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  • Interception of Communications Bill - Index of articles


  • The Interception of Communications Bill: The Constitutionality of the draft Bill
    Chris Mhike for MISA-Zimbabwe
    April 21, 2006

    This draft Bill has been gazetted. Read the Interception of Communications Bill, 2006 (H.B. 4, 2006)

    This analysis may be reproduced and used in any research, advocacy, educational and lobby work, except for profit, with the acknowledgment of MISA-Zimbabwe.

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    Introduction
    This is an inquiry into the constitutionality of the interception of citizens’ private mail and telecommunication-related activities, by the government, as provided in the Draft Bill.

    Interception connotes interference, obstruction, and stoppage of flow, seizure, and grabbing, among other negative processes. Communication involves the imparting or exchange of information, ideas, or feelings. This can be done via verbal, physical, electronic, written, telephonic, virtual or other various available channels. The Draft Bill targets “telecommunication, postal or any other related service system”, which means practically all forms of communication.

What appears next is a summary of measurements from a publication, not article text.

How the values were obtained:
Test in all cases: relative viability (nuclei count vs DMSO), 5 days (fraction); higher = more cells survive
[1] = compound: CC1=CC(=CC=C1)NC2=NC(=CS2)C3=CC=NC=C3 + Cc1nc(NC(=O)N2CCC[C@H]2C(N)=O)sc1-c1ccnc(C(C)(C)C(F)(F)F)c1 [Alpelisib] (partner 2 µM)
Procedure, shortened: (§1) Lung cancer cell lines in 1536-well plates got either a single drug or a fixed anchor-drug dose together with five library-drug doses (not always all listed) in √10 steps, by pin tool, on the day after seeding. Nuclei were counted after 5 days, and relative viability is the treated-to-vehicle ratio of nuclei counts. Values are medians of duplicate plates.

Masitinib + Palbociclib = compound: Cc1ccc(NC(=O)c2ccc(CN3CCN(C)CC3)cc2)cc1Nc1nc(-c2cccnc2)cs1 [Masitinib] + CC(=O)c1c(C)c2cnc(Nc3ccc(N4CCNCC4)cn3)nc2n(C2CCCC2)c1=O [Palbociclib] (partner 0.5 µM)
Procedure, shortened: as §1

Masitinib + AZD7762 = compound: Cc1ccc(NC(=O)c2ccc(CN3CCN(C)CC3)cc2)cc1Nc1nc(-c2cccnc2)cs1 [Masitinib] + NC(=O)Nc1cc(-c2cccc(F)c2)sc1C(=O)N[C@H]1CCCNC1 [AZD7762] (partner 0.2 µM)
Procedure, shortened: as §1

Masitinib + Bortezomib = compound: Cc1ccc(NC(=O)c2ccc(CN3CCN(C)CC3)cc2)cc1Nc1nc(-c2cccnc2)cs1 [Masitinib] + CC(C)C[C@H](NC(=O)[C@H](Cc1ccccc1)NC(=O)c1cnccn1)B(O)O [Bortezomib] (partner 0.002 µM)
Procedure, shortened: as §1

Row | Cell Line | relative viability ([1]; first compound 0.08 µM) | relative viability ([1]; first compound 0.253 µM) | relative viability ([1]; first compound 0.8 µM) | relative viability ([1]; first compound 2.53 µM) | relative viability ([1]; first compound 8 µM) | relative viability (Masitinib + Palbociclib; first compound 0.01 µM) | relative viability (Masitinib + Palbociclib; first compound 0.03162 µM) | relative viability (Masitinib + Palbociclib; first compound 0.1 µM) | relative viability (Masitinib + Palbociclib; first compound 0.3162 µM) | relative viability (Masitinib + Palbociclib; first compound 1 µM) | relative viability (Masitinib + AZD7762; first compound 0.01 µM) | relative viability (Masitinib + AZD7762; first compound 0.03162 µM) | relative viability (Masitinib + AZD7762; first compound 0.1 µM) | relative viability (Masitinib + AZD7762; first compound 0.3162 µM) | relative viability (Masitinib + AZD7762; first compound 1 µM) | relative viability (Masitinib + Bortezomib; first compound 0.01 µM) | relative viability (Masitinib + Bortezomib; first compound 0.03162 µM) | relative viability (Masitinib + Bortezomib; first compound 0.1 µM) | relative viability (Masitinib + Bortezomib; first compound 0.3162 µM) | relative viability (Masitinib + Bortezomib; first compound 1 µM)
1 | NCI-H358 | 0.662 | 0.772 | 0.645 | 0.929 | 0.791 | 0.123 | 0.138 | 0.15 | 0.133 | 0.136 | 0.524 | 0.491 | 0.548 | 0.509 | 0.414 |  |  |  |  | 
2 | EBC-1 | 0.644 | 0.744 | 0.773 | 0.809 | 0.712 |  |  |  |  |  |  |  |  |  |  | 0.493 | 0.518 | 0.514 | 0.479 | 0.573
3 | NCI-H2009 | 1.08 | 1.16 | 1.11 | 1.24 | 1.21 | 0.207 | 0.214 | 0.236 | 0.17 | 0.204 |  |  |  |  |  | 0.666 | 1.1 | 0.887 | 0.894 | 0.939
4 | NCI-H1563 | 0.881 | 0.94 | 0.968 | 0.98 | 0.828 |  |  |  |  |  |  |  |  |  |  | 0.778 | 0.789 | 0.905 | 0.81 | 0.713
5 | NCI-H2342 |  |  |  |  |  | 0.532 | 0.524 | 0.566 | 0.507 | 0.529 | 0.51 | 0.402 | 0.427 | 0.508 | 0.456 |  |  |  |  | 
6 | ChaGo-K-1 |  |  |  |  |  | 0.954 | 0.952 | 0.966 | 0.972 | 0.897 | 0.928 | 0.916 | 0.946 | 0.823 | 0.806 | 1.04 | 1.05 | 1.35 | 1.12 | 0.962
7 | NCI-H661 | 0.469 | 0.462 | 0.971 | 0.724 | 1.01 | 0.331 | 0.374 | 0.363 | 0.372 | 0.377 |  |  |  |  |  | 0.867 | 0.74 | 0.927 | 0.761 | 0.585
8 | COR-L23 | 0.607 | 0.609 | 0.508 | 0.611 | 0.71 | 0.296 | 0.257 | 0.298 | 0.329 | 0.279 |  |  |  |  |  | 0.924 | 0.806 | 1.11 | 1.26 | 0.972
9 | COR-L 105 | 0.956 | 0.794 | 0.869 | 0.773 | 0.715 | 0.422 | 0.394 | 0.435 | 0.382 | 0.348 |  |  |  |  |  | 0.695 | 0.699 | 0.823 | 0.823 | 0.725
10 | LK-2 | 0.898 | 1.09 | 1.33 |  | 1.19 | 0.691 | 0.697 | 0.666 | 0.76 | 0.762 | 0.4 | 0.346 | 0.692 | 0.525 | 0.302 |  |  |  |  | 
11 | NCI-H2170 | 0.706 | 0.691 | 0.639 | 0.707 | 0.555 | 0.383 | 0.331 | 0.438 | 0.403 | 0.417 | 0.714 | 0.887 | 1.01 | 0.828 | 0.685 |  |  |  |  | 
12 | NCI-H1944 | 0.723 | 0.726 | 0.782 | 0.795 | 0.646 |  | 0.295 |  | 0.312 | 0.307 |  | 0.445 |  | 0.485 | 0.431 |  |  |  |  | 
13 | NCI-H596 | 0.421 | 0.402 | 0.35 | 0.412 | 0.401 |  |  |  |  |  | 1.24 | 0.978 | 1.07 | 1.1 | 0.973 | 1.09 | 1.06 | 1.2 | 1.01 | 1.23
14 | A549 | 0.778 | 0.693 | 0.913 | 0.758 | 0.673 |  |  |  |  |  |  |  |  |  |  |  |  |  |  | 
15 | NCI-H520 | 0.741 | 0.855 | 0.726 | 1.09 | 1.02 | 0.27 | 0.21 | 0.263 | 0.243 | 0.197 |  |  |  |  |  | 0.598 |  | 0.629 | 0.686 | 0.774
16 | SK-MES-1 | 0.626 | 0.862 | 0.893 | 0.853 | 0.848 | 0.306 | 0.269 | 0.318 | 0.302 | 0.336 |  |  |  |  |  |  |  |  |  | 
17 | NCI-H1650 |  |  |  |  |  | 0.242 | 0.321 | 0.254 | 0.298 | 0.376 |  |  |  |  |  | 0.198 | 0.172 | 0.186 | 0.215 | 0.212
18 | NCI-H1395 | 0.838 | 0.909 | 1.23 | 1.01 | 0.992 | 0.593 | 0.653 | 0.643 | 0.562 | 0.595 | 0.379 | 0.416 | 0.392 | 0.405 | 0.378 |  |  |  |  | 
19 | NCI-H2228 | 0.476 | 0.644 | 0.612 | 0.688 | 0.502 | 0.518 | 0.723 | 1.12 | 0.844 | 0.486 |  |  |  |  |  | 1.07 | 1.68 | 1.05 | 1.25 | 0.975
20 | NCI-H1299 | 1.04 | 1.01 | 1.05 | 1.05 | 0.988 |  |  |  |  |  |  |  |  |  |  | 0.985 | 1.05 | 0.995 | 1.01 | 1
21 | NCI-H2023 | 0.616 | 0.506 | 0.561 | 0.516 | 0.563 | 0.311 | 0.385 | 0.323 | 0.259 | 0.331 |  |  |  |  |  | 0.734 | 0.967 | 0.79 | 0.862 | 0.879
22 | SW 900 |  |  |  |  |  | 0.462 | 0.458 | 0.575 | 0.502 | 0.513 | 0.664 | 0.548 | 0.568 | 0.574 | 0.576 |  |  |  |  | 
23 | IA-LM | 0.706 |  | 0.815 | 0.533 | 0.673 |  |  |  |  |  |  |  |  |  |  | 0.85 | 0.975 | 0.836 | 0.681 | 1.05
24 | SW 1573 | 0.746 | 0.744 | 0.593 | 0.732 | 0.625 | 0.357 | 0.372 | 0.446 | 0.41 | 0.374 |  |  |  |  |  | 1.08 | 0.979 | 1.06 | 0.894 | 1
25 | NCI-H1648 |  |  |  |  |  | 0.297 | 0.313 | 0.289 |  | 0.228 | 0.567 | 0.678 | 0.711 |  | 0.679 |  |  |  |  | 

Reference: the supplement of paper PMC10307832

Premise
    This discussion proceeds from the premise that Zimbabwe is a free and democratic society. After all, as they say, the impetus behind the war of liberation was the quest for freedom and democracy for all Zimbabweans. In the first place, the reigning government came to power in 1980, via a democratic process.